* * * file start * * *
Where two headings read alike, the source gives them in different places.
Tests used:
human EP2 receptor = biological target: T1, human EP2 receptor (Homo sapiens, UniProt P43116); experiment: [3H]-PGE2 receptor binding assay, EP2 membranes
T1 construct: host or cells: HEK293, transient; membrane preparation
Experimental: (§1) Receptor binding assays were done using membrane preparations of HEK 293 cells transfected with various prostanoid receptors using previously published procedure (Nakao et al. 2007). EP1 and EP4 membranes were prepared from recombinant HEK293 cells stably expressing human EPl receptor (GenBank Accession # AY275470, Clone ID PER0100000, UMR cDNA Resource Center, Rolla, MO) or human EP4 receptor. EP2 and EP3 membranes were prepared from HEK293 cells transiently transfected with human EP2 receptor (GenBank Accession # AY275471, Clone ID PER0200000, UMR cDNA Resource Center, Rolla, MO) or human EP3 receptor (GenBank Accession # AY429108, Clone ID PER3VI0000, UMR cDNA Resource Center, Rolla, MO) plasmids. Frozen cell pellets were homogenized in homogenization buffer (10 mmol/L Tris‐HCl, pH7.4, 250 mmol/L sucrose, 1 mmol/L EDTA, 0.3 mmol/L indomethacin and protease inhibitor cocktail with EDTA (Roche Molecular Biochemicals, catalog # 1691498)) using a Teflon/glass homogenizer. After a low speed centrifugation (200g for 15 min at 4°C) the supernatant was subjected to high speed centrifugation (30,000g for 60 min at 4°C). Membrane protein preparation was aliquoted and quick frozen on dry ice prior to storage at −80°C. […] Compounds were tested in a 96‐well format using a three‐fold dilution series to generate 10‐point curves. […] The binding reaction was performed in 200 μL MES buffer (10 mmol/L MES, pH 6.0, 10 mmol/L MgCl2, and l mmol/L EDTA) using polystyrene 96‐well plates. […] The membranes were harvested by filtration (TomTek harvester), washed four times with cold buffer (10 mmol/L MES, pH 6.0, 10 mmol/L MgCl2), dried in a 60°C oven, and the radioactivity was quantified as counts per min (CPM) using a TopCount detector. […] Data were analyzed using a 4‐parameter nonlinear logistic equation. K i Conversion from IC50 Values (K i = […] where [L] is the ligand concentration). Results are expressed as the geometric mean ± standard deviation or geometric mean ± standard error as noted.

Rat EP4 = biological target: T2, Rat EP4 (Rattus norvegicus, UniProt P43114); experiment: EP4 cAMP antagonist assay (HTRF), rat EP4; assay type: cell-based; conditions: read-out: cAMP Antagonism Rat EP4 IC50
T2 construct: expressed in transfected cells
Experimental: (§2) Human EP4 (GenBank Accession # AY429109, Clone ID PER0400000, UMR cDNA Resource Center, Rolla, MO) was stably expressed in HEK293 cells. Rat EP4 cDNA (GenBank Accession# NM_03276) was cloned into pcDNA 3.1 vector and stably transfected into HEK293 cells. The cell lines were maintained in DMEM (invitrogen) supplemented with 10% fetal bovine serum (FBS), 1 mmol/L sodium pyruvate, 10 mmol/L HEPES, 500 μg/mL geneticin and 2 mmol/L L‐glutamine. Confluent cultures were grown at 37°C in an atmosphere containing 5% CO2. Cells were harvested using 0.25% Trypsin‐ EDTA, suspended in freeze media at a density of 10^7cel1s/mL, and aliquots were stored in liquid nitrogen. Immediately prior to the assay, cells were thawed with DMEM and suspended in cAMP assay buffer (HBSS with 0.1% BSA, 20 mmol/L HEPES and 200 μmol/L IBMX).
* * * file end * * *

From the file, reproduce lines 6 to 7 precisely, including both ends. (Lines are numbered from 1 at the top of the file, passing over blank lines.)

Rat EP4 = biological target: T2, Rat EP4 (Rattus norvegicus, UniProt P43114); experiment: EP4 cAMP antagonist assay (HTRF), rat EP4; assay type: cell-based; conditions: read-out: cAMP Antagonism Rat EP4 IC50
T2 construct: expressed in transfected cells